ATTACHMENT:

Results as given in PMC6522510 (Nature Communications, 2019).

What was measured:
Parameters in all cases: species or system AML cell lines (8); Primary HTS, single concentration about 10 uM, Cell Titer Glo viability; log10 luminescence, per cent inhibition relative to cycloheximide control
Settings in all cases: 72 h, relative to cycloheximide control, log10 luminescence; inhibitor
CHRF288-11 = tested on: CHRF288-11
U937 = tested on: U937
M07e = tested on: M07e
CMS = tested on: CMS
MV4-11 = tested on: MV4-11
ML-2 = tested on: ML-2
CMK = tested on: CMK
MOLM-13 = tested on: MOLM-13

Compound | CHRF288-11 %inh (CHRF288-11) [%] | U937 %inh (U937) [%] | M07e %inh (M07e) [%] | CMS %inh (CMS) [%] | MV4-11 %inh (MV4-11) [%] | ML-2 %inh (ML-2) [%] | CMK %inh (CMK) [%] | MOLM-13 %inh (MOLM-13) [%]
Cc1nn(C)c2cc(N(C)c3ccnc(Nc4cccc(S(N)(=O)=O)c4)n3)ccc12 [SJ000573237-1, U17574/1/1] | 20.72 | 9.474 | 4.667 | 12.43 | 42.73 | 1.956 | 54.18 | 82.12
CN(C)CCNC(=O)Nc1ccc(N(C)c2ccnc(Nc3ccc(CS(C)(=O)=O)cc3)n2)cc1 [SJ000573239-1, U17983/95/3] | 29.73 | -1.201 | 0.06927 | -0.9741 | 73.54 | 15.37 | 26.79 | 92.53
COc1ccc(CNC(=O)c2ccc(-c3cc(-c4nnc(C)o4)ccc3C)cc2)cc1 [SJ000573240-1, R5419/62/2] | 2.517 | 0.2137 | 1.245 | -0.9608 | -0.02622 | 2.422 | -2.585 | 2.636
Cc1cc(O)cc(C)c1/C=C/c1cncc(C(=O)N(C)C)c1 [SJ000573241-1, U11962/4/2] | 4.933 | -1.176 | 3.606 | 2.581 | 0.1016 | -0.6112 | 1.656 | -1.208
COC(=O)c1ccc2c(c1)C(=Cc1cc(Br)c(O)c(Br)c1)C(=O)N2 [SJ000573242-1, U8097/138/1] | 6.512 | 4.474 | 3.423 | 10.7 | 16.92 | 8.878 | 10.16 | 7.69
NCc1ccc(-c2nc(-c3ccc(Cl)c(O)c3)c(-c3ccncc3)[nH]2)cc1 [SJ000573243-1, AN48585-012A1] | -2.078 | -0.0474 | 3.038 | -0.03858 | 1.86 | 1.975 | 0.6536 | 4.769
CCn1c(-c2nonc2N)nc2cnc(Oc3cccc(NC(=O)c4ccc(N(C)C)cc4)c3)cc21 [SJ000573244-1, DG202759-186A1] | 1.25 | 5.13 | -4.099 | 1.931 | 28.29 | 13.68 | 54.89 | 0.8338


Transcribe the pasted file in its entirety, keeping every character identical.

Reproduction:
Results as given in PMC6522510 (Nature Communications, 2019).

What was measured:
Parameters in all cases: species or system AML cell lines (8); Primary HTS, single concentration about 10 uM, Cell Titer Glo viability; log10 luminescence, per cent inhibition relative to cycloheximide control
Settings in all cases: 72 h, relative to cycloheximide control, log10 luminescence; inhibitor
CHRF288-11 = tested on: CHRF288-11
U937 = tested on: U937
M07e = tested on: M07e
CMS = tested on: CMS
MV4-11 = tested on: MV4-11
ML-2 = tested on: ML-2
CMK = tested on: CMK
MOLM-13 = tested on: MOLM-13

Compound | CHRF288-11 %inh (CHRF288-11) [%] | U937 %inh (U937) [%] | M07e %inh (M07e) [%] | CMS %inh (CMS) [%] | MV4-11 %inh (MV4-11) [%] | ML-2 %inh (ML-2) [%] | CMK %inh (CMK) [%] | MOLM-13 %inh (MOLM-13) [%]
Cc1nn(C)c2cc(N(C)c3ccnc(Nc4cccc(S(N)(=O)=O)c4)n3)ccc12 [SJ000573237-1, U17574/1/1] | 20.72 | 9.474 | 4.667 | 12.43 | 42.73 | 1.956 | 54.18 | 82.12
CN(C)CCNC(=O)Nc1ccc(N(C)c2ccnc(Nc3ccc(CS(C)(=O)=O)cc3)n2)cc1 [SJ000573239-1, U17983/95/3] | 29.73 | -1.201 | 0.06927 | -0.9741 | 73.54 | 15.37 | 26.79 | 92.53
COc1ccc(CNC(=O)c2ccc(-c3cc(-c4nnc(C)o4)ccc3C)cc2)cc1 [SJ000573240-1, R5419/62/2] | 2.517 | 0.2137 | 1.245 | -0.9608 | -0.02622 | 2.422 | -2.585 | 2.636
Cc1cc(O)cc(C)c1/C=C/c1cncc(C(=O)N(C)C)c1 [SJ000573241-1, U11962/4/2] | 4.933 | -1.176 | 3.606 | 2.581 | 0.1016 | -0.6112 | 1.656 | -1.208
COC(=O)c1ccc2c(c1)C(=Cc1cc(Br)c(O)c(Br)c1)C(=O)N2 [SJ000573242-1, U8097/138/1] | 6.512 | 4.474 | 3.423 | 10.7 | 16.92 | 8.878 | 10.16 | 7.69
NCc1ccc(-c2nc(-c3ccc(Cl)c(O)c3)c(-c3ccncc3)[nH]2)cc1 [SJ000573243-1, AN48585-012A1] | -2.078 | -0.0474 | 3.038 | -0.03858 | 1.86 | 1.975 | 0.6536 | 4.769
CCn1c(-c2nonc2N)nc2cnc(Oc3cccc(NC(=O)c4ccc(N(C)C)cc4)c3)cc21 [SJ000573244-1, DG202759-186A1] | 1.25 | 5.13 | -4.099 | 1.931 | 28.29 | 13.68 | 54.89 | 0.8338